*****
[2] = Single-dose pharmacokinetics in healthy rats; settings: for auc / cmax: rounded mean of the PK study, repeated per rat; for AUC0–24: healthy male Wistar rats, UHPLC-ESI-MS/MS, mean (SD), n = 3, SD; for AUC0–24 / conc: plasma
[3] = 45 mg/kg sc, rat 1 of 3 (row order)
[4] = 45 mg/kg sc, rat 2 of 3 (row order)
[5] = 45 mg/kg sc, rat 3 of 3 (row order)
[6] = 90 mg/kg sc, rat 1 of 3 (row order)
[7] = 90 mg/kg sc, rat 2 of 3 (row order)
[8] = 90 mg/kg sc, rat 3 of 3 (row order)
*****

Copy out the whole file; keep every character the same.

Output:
[2] = Single-dose pharmacokinetics in healthy rats; settings: for auc / cmax: rounded mean of the PK study, repeated per rat; for AUC0–24: healthy male Wistar rats, UHPLC-ESI-MS/MS, mean (SD), n = 3, SD; for AUC0–24 / conc: plasma
[3] = 45 mg/kg sc, rat 1 of 3 (row order)
[4] = 45 mg/kg sc, rat 2 of 3 (row order)
[5] = 45 mg/kg sc, rat 3 of 3 (row order)
[6] = 90 mg/kg sc, rat 1 of 3 (row order)
[7] = 90 mg/kg sc, rat 2 of 3 (row order)
[8] = 90 mg/kg sc, rat 3 of 3 (row order)